Mechanistically, YAP1 regulates EGFR-TKI resistance through regulating various signaling pathways. Cytoplasmic EGFR interacted with SIK2 blocking the activation of LATS1 and MST1 and promoting YAP nuclear translocation in first-generation TKI resistance NSCLC cells . Interestingly, YAP/TEAD regulated PD-L1 expression to aggravate EGFR-TKI-resistant cells by activating their transcription . Besides, inhibition of YAP1 with verteporfin killed EGFR-TKI-resistant NSCLC cells by suppressing p62 . Activation of the YAP-FOXM1 axis drove EMT-induced EGFR-TKI resistance, and elevated YAP1 stimulated AXL tyrosine kinase receptor as a mechanism of intrinsic and acquired EGFR-TKI resistance [37,52-54]. Herein, our RNA-seq sequence found DUSP1 is the target gene of YAP1. GO enrichment analysis showed an enrichment of the MAPK pathway. Recent studies showed that YAP1 functions as a transcriptional repressor in addition to its transcriptional activator role. The YAP/TAZ-TEAD complex recruits the NuRD complex to deacetylate histones and alter nucleosome occupancy of target genes to inhibit the expression of tumor suppressor genes [55,56]. YAP1 combined the multifunctional transcription factor YY1 and Polycomb repressive complex (PRC2) member EZH2 to suppress extensive genes mediating numerous cellular functions [33,57,58]. The chip-seq results of YAP1 in hSC2λ cells showed multiple binding sites of YAP1 to the DNA sequence of DUSP1 including TTS and Intergenic . Two previous studies proved that the UTR-3' of Sox2 and Snai2 owned YAP/TEAD binding motifs in cardiomyocyte progenitor cells , and Corley et al. identified 150 candidate genes harbored YAP/TAZ/TEAD bind region UTR-3' in epidermal regeneration . Regarding the regulation of DUSP1 mRNA, transcriptional and post-transcriptional regulations were reported . DUSP1 promoter regions exist as binding sites for numerous transcription factors, and the UTR-3' of DUSP1 mRNA transcripts which contain adenosine uridine rich elements (ARE), can be destabilized by ZFP36, HuR, and NF90. Our results first demonstrated that YAP1 combined with YY1 to decrease DUSP1 by directly binding with the promoter and UTR-3' of DUSP1. More importantly, YAP1-5SA-S94 is the key active point for the regulation of DUSP1 transcription. DUSP1 is the typical member of the DUSP family, in which phosphatases dephosphorylate both threonine/serine and tyrosine residues of their substrates . The most highly dephosphorylated peptide substrates of DUSPs were enriched in 29 signaling pathways, which included MAPK and Hippo pathways . Our study demonstrated that DUSP1 could bind to YAP1 and catalyze the serine phosphorylation of YAP1. DUSP1 dephosphorylated the EGFR/MAPK pathway through directly bind with EGFR. The MEK/ERK cascade, as a key downstream signaling pathway in the EGFR, plays an essential role in osimertinib resistance [63-65]. Reactivation of ERK1/2 occurred in just a few days with EGFR-TKI treatment, which then activates both cyto-solute substrates and transfers to the nucleus to stimulate the expression of different genes, ultimately resulting in the activation of multiple nuclear and cytoplasmic targets to disable osimertinib. Previous studies had demonstrated that the HDAC1 inhibitor combined with osimertinib induces DUSP1 expression to inactivate EGFR signaling and overcome gefitinib resistance . LncRNA CASC9 is involved in gefitinib resistance by enrolling EZH2 to restrict DUSP1 expression . Here, we also confirmed inhibit YAP1 restore the osimertinib sensitive in NSCLC partly through induce DUSP1.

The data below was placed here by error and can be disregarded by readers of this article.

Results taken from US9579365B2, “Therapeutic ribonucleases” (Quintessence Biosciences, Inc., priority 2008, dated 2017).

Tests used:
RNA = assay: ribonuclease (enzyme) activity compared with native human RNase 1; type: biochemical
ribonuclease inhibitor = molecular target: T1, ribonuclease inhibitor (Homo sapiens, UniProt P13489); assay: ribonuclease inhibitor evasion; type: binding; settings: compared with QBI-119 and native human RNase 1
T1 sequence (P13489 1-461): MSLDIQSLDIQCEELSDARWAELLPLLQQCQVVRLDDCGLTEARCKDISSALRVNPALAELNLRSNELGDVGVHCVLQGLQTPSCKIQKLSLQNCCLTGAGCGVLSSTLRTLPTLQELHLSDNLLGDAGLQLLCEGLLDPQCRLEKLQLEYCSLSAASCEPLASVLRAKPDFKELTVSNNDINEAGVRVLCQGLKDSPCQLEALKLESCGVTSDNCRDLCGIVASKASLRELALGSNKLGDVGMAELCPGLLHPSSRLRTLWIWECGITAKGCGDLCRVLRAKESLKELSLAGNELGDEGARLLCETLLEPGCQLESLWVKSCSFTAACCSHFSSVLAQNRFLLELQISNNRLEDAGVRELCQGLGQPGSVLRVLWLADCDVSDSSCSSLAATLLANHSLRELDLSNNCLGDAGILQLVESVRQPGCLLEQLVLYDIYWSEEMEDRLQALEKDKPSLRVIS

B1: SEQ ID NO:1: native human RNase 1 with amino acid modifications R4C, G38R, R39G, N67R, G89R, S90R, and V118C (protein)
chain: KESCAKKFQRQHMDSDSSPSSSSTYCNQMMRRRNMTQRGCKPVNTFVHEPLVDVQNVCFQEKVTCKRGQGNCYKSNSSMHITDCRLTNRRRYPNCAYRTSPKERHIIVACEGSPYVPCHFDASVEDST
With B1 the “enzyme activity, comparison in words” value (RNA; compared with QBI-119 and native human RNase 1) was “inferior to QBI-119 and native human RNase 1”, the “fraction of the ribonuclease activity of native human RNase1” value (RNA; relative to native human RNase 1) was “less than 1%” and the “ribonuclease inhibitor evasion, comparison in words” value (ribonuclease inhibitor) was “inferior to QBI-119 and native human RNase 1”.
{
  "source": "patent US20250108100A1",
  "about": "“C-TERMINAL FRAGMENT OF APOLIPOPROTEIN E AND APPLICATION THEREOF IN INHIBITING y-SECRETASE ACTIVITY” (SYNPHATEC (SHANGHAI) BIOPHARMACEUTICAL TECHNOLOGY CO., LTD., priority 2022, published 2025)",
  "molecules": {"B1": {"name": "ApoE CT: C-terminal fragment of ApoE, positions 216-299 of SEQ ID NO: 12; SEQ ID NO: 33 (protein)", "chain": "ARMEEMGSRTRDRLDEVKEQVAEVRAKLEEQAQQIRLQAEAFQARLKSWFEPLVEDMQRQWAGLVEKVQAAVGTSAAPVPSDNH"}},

In conclusion (Graphical abstract), our research found that YAP1 is elevated in the osimertinib resistant NSCLC patients and cell lines. Inhibiting YAP1 overcomes and delays the acquired resistance of osimertinib in NSCLC. Knockdown YAP1 combined with osimertinib can transcriptional induce DUSP1, proceed to dephosphorylated EGFR/MAPK signaling and phosphorylate YAP1 to modulating the osimertinib resistance of NSCLC. Accordingly, targeting YAP1 is a promising strategy for overcoming and delaying acquired resistance to osimertinib in NSCLC.
YAP1: Yes-associated protein 1
EGFR: epidermal growth factor receptor
MEK: mitogen-activated protein kinase kinase
ERK: extracellular signal-regulated kinase
DUSP1: dual-specificity phosphatases 1
MAPK: mitogen-activated protein kinases
EGFR-TKI: EGFR tyrosine kinase inhibitor
PFS: progression-free survival
OS: overall survival
TEAD1-4: transcriptional enhanced associate domain
PD-L1: programmed death-ligand 1
ROS: reactive oxygen and nitrogen species
HIF-1α: hypoxia-inducible factor 1-alpha
YY1: Yin Yang 1
LATS1: large tumor suppressor 1
MST1: mammalian serine/threonine (Ste20) like kinases 1
EZH2: Enhancer of zeste homolog 2
Smad2/3: Mothers against decapentaplegic homolog 2/3
PTN14: Tyrosine-protein phosphatase non-receptor type 14
RAS: Ras-like protein
RAF: RAF proto-oncogene serine/threonine-protein kinase
PI3K: phosphoinositide 3-kinase
AKT: protein kinase B
JAK: Janus kinases
STAT3: signal transducer and activator of transcription proteins
mTOR: mammalian target of rapamycin
FOXM1: Forkhead Box M1
EMT: epithelial-mesenchymal transition
AXL: pre-operative axial length
HDAC1: histone deacetylase 1
Sox2: SRY-related HMG-box genes
Snai2: Snail Family Transcriptional Repressor 2
ZFP36: Zinc Finger Protein 36
NF90: Nuclear Factor 90
TTS: Transcription start sites
Supplementary figures and tables.
The project was subsidized by The National Natural Sciences Foundations of China (No: 82272722, 81773218, 81703009, 81972838 and 82102805), The Natural Sciences Foundations of Hunan Province (No: 2017JJ3457, 2020JJ4122, 2021JJ30904 and 2021JJ40890), and the independent exploration and innovation project of central south university (2020zzts283).
Yue Ning, jinwu Peng, and Songqing Fan conceived the research. Yue Ning and Yang Yang wrote the manuscript. Hongmei Zheng, Jiadi Luo, Weiyuan Wang, and Haihua Wang collected the literature. Yuting Zhan, Hongjing Zang, Qiuyuan Wen, Juanjuan Xiang made significant revisions to the manuscript.
The authors have declared that no competing interest exists.
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Corresponding author: Department of Pathology, The Second Xiangya Hospital, Central South University, Changsha, Hunan, China, E-mail: songqingfanedu.cn.